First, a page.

Richard Hull has stayed in close touch with all the living members of the Farnsworth/ITT Pontiac Street fusion lab from the 1960s, and has compiled the most complete history of that project exists today. Sadly perhaps, as some members of the team have passed on to that Great Laboratory in the Sky, Richard is able to share with us some stories that have previously not seen the light of day.
Yesterday Richard offered up this lengthy post to the "Fusion History and News" section of the Fusor.net Forums. The story he tells, which was first told to him by the late Gene Meeks, is controversial, if not down right explosive. The money quote:
On the day of the proof of performance test, Gene was told to go into the next room and listen during the ITT testing for the high voltage call out and as it climbed, he was to play the tester spark along a massive fume hood intermittently and at the maximum fusor voltage call out he was to arc the tester closely and at a fixed point on the hood until the callout of decending fusor voltage. when he would again walk the tester loosely along the large hood. This was the illicitly generated count that launched a bigger funding from ITT to create the more successful real future fusion efforts and boost the stock as well as bring Farnsworth into the spotlight, more so than had his work in television, at least for a while.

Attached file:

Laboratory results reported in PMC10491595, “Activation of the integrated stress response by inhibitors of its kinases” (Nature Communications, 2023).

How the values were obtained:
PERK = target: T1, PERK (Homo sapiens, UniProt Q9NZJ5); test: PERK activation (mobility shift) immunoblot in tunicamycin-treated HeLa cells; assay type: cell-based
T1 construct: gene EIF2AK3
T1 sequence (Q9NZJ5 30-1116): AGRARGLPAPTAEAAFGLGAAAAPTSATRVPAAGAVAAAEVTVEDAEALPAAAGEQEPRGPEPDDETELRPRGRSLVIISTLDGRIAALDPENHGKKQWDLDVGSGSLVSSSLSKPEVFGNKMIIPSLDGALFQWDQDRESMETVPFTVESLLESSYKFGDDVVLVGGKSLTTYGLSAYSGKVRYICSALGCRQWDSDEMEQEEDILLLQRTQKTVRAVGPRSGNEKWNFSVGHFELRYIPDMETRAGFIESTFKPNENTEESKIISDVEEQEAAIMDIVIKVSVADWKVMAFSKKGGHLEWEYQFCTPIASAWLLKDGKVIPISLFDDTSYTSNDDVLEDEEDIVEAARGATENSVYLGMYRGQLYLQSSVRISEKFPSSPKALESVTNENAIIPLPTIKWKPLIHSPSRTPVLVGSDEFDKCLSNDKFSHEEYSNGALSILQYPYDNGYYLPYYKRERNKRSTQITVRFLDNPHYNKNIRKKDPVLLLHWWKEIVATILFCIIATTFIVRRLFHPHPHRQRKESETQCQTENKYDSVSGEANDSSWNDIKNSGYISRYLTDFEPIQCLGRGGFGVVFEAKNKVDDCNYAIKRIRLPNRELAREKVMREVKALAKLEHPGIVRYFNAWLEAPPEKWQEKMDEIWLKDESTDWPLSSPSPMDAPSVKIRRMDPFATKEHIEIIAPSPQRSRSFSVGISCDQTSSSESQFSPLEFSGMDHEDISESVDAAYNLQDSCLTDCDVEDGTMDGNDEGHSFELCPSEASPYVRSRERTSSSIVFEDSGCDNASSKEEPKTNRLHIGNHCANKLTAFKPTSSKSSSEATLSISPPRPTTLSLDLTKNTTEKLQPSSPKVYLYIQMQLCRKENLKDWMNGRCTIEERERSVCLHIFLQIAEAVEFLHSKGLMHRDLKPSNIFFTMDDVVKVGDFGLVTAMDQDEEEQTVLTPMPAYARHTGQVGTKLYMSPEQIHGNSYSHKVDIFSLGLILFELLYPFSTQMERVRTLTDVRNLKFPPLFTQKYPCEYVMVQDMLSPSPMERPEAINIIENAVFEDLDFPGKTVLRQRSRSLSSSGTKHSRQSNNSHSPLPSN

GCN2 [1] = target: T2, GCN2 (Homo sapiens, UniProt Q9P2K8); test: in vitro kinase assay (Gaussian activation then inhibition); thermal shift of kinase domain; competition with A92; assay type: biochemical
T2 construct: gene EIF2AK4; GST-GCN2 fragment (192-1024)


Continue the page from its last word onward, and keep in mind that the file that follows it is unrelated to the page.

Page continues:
The now-familiar photos of Farnsworth posing with the "top hat" or "bell-jar" fusor circa 1959-61 were taken as a result of the publicity campaign that ITT mounted in the wake of the demonstration that Richard describes in his post. The irony, of course, if we’re to believe Gene Meeks via Richard Hull, is that the fusor that Farnsworth is posing with here was obsolete even before the photo was taken.